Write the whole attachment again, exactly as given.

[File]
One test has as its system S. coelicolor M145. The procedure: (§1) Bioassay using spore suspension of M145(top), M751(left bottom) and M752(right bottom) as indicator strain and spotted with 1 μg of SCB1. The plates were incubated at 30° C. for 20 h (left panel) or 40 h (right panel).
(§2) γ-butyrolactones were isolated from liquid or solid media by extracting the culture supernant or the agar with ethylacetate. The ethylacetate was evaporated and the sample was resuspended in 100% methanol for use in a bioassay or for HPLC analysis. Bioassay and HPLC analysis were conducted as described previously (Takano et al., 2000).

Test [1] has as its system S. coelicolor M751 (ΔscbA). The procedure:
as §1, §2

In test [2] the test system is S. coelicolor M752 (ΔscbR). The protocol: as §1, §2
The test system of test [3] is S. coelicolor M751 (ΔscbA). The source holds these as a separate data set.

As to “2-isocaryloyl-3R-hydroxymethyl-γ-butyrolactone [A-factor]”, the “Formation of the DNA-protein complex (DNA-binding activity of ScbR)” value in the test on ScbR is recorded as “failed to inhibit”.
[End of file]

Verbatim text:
One test has as its system S. coelicolor M145. The procedure: (§1) Bioassay using spore suspension of M145(top), M751(left bottom) and M752(right bottom) as indicator strain and spotted with 1 μg of SCB1. The plates were incubated at 30° C. for 20 h (left panel) or 40 h (right panel).
(§2) γ-butyrolactones were isolated from liquid or solid media by extracting the culture supernant or the agar with ethylacetate. The ethylacetate was evaporated and the sample was resuspended in 100% methanol for use in a bioassay or for HPLC analysis. Bioassay and HPLC analysis were conducted as described previously (Takano et al., 2000).

Test [1] has as its system S. coelicolor M751 (ΔscbA). The procedure:
as §1, §2

In test [2] the test system is S. coelicolor M752 (ΔscbR). The protocol: as §1, §2
The test system of test [3] is S. coelicolor M751 (ΔscbA). The source holds these as a separate data set.

As to “2-isocaryloyl-3R-hydroxymethyl-γ-butyrolactone [A-factor]”, the “Formation of the DNA-protein complex (DNA-binding activity of ScbR)” value in the test on ScbR is recorded as “failed to inhibit”.